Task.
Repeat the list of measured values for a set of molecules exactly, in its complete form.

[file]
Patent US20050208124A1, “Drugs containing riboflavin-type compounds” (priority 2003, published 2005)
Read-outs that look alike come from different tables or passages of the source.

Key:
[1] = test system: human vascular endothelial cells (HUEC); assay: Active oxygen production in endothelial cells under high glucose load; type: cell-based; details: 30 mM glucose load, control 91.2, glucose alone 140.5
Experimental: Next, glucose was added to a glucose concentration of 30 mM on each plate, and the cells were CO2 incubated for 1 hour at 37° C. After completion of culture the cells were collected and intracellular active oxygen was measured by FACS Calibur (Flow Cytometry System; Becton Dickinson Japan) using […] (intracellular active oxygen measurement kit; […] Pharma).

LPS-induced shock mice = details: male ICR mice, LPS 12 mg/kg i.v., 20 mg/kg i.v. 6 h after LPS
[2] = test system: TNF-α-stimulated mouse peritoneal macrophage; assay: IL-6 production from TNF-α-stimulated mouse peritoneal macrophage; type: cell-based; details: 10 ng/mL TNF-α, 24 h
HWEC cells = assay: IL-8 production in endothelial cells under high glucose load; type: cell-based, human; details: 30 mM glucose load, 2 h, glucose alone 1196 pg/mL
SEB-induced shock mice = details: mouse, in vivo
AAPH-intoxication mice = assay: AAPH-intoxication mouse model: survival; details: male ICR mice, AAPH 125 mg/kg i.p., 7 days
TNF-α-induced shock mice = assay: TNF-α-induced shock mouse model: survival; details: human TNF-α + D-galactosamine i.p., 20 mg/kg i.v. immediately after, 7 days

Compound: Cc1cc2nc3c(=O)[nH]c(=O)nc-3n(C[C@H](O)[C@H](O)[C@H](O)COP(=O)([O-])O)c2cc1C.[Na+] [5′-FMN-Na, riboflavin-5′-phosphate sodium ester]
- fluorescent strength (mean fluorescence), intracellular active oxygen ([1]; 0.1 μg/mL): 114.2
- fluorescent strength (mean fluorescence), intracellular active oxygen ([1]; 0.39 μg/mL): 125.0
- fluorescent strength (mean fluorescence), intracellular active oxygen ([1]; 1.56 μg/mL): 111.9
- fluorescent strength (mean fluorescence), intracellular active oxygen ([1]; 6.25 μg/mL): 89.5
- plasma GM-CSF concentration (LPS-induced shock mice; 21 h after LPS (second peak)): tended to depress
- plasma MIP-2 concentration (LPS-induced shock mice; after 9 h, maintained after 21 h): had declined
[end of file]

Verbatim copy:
Patent US20050208124A1, “Drugs containing riboflavin-type compounds” (priority 2003, published 2005)
Read-outs that look alike come from different tables or passages of the source.

Key:
[1] = test system: human vascular endothelial cells (HUEC); assay: Active oxygen production in endothelial cells under high glucose load; type: cell-based; details: 30 mM glucose load, control 91.2, glucose alone 140.5
Experimental: Next, glucose was added to a glucose concentration of 30 mM on each plate, and the cells were CO2 incubated for 1 hour at 37° C. After completion of culture the cells were collected and intracellular active oxygen was measured by FACS Calibur (Flow Cytometry System; Becton Dickinson Japan) using […] (intracellular active oxygen measurement kit; […] Pharma).

LPS-induced shock mice = details: male ICR mice, LPS 12 mg/kg i.v., 20 mg/kg i.v. 6 h after LPS
[2] = test system: TNF-α-stimulated mouse peritoneal macrophage; assay: IL-6 production from TNF-α-stimulated mouse peritoneal macrophage; type: cell-based; details: 10 ng/mL TNF-α, 24 h
HWEC cells = assay: IL-8 production in endothelial cells under high glucose load; type: cell-based, human; details: 30 mM glucose load, 2 h, glucose alone 1196 pg/mL
SEB-induced shock mice = details: mouse, in vivo
AAPH-intoxication mice = assay: AAPH-intoxication mouse model: survival; details: male ICR mice, AAPH 125 mg/kg i.p., 7 days
TNF-α-induced shock mice = assay: TNF-α-induced shock mouse model: survival; details: human TNF-α + D-galactosamine i.p., 20 mg/kg i.v. immediately after, 7 days

Compound: Cc1cc2nc3c(=O)[nH]c(=O)nc-3n(C[C@H](O)[C@H](O)[C@H](O)COP(=O)([O-])O)c2cc1C.[Na+] [5′-FMN-Na, riboflavin-5′-phosphate sodium ester]
- fluorescent strength (mean fluorescence), intracellular active oxygen ([1]; 0.1 μg/mL): 114.2
- fluorescent strength (mean fluorescence), intracellular active oxygen ([1]; 0.39 μg/mL): 125.0
- fluorescent strength (mean fluorescence), intracellular active oxygen ([1]; 1.56 μg/mL): 111.9
- fluorescent strength (mean fluorescence), intracellular active oxygen ([1]; 6.25 μg/mL): 89.5
- plasma GM-CSF concentration (LPS-induced shock mice; 21 h after LPS (second peak)): tended to depress
- plasma MIP-2 concentration (LPS-induced shock mice; after 9 h, maintained after 21 h): had declined